[LETTER TO THE EDITOR]Something can be doneI’m writing in regard to Moon Chang-keuk’s June 30 column, “Policies can’t prevent rampage.” The writer depicts well the perverse nature of humans and the sometimes alarming inability to alleviate one’s outbursts of anger. Yes, this can be seen in our society, where even politicians lose their grip and fail to control their rage. But is it true that policies and restrictions made to control individuals’ explosive angst are useless? Is it also true that we, as civilized humans in the present, are just helplessly rambunctious and inclined toward destructive tendencies? I believe the answer is no, especially when considering the recent killing spree by Private Kim.
The continuous taunts and assaults by fellow soldiers infuriated him to the point where he felt murder was the only way out for the accumulated levels of hatred and anger. Is it all right to think that such outbursts of violence are just a natural part of our lives, and that the only way to confront them is to leave them be, hoping that one day they will eventually find an emotional outlet? Come on. Let’s use our heads.
By the time we allow our emotions to resolve an impending crisis, more such tragedies will occur. What if there were psychological counseling centers or maybe civic human rights watch groups in the military ― would Private Kim still have gone off to make such a grave mistake? In fact, most developed countries have these facilities in the military, but South Korea does not. It’s pretty easy to discern why such brutal occurrences take place in South Korea, not in other countries. We should promote better policies to curb any such possible rampages.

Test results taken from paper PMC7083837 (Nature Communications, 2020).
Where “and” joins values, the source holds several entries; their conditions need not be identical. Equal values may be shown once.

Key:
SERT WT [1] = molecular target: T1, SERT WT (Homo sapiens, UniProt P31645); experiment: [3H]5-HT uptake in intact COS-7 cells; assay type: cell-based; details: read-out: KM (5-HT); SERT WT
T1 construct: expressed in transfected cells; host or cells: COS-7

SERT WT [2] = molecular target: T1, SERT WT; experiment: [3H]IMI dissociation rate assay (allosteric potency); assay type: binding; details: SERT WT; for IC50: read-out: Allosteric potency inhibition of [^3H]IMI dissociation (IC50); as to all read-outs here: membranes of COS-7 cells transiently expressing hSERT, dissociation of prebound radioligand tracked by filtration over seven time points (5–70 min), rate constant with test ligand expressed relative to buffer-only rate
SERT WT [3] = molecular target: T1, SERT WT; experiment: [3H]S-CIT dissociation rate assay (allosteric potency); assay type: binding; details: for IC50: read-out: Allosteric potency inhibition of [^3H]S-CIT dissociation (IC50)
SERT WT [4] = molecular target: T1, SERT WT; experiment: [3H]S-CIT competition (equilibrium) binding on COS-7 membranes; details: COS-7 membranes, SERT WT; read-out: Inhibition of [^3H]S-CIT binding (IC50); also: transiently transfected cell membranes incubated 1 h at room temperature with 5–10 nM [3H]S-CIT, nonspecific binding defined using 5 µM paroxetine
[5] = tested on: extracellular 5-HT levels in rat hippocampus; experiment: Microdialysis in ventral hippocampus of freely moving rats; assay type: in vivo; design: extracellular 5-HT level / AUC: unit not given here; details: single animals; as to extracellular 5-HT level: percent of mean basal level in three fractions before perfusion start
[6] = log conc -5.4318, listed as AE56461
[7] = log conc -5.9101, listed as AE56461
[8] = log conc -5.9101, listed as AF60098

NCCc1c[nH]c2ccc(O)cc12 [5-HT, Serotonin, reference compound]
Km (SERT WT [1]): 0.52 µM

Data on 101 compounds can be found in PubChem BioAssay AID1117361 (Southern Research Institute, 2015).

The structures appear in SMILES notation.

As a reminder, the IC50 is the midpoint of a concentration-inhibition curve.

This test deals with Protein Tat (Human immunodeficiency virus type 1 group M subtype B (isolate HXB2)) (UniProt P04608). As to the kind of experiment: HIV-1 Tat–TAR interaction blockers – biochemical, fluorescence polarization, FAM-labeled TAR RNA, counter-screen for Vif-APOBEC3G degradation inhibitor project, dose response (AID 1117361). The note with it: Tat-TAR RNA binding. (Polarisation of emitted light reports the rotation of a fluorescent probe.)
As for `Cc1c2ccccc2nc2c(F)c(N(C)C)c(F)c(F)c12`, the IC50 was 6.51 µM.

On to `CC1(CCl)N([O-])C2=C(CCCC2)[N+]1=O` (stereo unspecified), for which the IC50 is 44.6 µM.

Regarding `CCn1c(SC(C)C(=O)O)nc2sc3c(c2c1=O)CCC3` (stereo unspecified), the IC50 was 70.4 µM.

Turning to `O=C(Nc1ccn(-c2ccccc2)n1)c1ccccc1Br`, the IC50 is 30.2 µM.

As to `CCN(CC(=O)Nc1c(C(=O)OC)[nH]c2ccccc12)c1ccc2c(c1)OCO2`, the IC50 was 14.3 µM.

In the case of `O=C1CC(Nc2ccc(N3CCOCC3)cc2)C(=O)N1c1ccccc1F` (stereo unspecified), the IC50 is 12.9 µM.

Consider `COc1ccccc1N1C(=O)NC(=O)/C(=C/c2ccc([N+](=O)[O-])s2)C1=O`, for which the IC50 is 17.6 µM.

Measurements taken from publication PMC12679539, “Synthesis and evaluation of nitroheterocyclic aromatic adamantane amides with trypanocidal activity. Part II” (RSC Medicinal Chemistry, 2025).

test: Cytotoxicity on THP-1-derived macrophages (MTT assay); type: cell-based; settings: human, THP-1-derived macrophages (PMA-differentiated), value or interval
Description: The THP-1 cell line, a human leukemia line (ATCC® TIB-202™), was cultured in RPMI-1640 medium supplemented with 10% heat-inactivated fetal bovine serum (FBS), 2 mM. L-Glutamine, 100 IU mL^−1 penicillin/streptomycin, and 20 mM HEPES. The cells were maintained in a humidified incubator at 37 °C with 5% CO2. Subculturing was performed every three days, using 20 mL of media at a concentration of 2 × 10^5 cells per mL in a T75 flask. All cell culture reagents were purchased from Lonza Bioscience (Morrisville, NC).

If the government had thought once of the human dignity of the soldiers by actually putting measures into place, things would have been different. The tragic story could have been more like “Saving Private Kim” than “The Texas Chainsaw Massacre.” Everyone, including Mr. Moon, should know that policies do matter.
by Lee Yoon-jae
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